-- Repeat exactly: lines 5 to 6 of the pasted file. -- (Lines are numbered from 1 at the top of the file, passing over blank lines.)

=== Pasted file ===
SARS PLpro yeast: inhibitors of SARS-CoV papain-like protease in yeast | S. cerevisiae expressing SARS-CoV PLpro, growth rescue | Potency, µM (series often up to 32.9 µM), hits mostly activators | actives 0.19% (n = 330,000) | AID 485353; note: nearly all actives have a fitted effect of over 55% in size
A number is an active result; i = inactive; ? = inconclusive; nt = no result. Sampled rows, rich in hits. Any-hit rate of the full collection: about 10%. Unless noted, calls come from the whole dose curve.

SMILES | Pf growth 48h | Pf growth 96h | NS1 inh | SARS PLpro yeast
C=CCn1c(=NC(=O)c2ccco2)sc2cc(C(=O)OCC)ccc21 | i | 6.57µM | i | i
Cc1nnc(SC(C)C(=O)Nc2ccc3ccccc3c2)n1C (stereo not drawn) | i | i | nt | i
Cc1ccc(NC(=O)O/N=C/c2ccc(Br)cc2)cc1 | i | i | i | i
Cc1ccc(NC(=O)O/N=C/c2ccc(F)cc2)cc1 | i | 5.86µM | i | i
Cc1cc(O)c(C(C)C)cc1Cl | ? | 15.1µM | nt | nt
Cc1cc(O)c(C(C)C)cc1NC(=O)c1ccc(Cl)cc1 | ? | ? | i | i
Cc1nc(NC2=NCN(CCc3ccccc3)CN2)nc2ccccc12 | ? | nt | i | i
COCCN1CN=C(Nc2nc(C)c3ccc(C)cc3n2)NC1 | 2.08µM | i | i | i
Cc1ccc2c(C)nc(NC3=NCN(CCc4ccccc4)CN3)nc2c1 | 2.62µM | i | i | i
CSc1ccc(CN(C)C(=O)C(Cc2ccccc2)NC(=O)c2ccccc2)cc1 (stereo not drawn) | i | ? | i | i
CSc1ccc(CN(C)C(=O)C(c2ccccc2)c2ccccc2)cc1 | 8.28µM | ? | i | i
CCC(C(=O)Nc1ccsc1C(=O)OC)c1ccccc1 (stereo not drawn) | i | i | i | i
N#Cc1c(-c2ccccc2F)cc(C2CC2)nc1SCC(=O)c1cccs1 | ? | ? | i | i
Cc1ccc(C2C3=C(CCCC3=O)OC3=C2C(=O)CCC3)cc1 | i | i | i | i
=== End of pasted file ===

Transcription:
Cc1nnc(SC(C)C(=O)Nc2ccc3ccccc3c2)n1C (stereo not drawn) | i | i | nt | i
Cc1ccc(NC(=O)O/N=C/c2ccc(Br)cc2)cc1 | i | i | i | i